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Back Up iTunes on Your Mac


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Back Up iTunes on Your Mac

If you're like most iTunes users, your iTunes library is chock full of music, movies, TV shows, and podcasts; you might even have a few classes from iTunes U. Backing up your iTunes library is something you should do on a regular basis. In this guide, we're going to show you how to back up your iTunes library, as well as how to restore it, should you ever need to.

What You Need

Before we begin, a few words about backups and what you may need. If you back up your Mac using Apple's Time Machine, then your iTunes library is probably already safely duplicated on your Time Machine drive. But even with the Time Machine backup, you may still want to make occasional backups of just your iTunes stuff. After all, you can never have too many backups.

This backup guide assumes you'll be using a separate drive as the backup destination. This can be a second internal drive, an external drive, or even a USB Flash drive, if it's big enough to hold your library. Another good choice is an NAS (Network Attached Storage) drive you may have on your local network. The only things all of these possible destinations need to have in common is that they can be connected to your Mac (either locally or by your network), they can be mounted on your Mac's desktop, and they're formatted with Apple's Mac OS X Extended (Journaled) format. And of course, they must be large enough to hold your iTunes library.

If your backup destination meets these requirements, then we're ready to begin.

Preparing iTunes

iTunes offers two choices for managing your media files. You can do it yourself or you can let iTunes do it for you. If you're doing it yourself, there's no telling where all your media files are stored. You can continue to manage the media library on your own, including backing up the data, or you can take the easy way out and let iTunes take control. It will place a copy of all of the media in your iTunes library in a single location, which will make it much easier to back everything up.

Consolidate Your iTunes Library

Before you back up anything, let's make sure the iTunes library is being managed by iTunes.

  1. Launch iTunes, located at /Applications.

  2. From the iTunes menu, select iTunes, Preferences. Click the Advanced icon.

  3. Make sure there's a check mark next to the "Keep iTunes Media folder organized" option.

  4. Make sure there's a check mark next to the "Copy files to iTunes Media folder when adding to library" option.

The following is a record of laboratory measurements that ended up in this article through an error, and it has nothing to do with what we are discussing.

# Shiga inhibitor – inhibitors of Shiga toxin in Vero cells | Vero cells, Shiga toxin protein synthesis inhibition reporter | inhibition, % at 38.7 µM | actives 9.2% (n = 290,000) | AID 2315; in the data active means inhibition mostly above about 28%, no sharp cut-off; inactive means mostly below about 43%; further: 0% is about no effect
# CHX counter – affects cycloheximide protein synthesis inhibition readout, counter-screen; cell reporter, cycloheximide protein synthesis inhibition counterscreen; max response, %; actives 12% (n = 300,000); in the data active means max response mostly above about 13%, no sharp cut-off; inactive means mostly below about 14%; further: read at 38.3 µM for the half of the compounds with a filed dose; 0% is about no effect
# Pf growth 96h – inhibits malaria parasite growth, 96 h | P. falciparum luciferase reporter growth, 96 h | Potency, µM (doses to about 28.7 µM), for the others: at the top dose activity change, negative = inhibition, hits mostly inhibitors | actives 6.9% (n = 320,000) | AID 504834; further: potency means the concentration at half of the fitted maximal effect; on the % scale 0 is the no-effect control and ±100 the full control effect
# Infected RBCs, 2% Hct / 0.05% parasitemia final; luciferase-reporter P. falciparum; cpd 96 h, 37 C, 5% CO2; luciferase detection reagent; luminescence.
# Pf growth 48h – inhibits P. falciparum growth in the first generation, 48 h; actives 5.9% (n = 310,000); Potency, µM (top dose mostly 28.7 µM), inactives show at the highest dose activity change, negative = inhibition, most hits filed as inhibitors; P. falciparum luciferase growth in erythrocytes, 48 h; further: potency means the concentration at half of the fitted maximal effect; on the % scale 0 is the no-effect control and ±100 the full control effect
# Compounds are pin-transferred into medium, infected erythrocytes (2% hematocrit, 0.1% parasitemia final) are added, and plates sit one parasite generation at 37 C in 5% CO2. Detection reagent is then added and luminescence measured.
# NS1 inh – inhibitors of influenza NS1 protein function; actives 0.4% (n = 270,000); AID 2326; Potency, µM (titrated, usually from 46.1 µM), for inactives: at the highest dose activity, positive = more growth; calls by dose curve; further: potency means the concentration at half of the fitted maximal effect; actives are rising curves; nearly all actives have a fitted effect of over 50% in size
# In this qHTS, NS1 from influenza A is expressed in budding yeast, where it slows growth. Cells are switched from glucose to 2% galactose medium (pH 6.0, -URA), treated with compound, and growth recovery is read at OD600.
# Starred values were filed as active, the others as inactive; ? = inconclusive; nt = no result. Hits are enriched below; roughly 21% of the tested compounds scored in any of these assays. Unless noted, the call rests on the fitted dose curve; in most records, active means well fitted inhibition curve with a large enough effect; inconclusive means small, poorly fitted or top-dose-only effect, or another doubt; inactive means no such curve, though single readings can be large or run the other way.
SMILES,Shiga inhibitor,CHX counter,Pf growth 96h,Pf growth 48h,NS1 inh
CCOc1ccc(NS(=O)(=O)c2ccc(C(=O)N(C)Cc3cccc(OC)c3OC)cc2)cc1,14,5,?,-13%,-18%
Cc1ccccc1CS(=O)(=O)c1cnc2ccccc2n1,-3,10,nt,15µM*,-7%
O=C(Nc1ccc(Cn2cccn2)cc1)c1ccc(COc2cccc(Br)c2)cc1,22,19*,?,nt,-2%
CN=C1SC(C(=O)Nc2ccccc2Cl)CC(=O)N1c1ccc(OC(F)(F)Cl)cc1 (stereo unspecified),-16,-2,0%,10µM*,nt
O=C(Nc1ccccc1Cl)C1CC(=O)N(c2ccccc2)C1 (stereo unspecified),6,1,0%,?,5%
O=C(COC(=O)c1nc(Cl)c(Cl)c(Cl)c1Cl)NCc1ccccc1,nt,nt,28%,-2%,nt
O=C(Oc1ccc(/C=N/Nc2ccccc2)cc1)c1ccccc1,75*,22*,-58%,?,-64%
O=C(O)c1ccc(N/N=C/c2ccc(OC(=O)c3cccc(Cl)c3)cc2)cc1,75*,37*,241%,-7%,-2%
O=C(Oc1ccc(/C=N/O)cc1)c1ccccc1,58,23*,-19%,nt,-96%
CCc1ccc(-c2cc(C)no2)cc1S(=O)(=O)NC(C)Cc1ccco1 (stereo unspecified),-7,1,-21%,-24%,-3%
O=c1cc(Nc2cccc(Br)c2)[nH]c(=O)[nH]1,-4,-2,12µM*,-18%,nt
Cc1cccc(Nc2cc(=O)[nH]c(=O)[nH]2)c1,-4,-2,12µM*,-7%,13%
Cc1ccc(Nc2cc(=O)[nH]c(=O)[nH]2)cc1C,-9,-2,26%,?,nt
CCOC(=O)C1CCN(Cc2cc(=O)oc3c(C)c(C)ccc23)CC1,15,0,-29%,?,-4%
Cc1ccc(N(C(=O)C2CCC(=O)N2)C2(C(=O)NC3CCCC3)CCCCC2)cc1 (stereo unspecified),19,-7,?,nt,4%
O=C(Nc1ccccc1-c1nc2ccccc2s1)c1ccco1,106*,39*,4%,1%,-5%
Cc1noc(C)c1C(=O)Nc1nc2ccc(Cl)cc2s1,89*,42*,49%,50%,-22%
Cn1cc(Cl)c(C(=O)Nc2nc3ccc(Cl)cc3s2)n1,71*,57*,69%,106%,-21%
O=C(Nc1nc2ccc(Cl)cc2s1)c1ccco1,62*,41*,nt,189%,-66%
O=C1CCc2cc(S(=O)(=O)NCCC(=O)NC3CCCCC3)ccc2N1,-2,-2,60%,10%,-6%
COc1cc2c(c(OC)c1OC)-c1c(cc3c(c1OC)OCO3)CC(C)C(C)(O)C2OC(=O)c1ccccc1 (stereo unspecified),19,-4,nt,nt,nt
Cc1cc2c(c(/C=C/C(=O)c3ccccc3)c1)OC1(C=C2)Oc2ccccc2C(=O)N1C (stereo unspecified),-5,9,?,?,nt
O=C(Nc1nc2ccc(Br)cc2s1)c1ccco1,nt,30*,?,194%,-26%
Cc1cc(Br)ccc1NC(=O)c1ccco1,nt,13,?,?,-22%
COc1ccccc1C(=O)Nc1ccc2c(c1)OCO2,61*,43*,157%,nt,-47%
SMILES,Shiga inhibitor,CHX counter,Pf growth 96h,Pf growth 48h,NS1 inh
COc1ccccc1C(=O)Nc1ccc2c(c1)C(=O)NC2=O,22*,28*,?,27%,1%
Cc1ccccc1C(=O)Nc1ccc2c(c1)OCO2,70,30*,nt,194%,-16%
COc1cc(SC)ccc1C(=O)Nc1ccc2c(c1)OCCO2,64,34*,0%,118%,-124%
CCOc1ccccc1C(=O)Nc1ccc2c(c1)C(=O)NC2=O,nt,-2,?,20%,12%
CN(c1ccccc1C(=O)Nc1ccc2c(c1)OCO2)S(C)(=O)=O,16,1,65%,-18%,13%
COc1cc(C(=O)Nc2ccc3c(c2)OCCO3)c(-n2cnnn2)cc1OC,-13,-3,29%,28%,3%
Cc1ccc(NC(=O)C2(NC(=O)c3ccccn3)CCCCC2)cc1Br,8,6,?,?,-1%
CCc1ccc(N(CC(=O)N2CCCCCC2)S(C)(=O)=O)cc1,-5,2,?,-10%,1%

5. Click OK.

  6. Close the iTunes preferences window.

  7. With that out of the way, let's make sure that iTunes puts all of the media files in one place.

  8. From the iTunes menu, select, File, Library, Organize Library.

  9. Place a check mark in the Consolidate Files box.

  10. Place a check mark in either the "Reorganize files in the folder 'iTunes Music'" box or in the "Upgrade to iTunes Media organization" box. The box you'll see depends on the version of iTunes you're using, as well as whether you've recently updated from iTunes 8 or earlier.

  11. Click OK.

iTunes will consolidate your media and do a bit of housekeeping. This may take a while, depending on how big your iTunes library is, and whether iTunes needs to copy media to its current library location. Once the process is complete, you can quit iTunes.

Back Up the iTunes Library

This is perhaps the easiest part of the backup process.

  1. Make sure the backup destination drive is available. If it's an external drive, make sure it's plugged in and turned on. If it's an NAS drive, make sure it's mounted on your Mac's desktop.

  2. Open a Finder window and navigate to ~/Music. This is the default location for your iTunes folder. The tilde (~) is a shortcut for your home folder, so the full pathname would be /Users/your username/Music. You can also find the Music folder listed in the Finder window's sidebar; simply click the Music folder in the sidebar to open it.

  3. Open a second Finder window and navigate to the backup destination.

  4. Drag the iTunes folder from the Music folder to the backup location.

  5. The Finder will start the copy process; this can take a bit of time, especially for large iTunes libraries.

Once the Finder finishes copying all of your files, you've successfully backed up your iTunes library.

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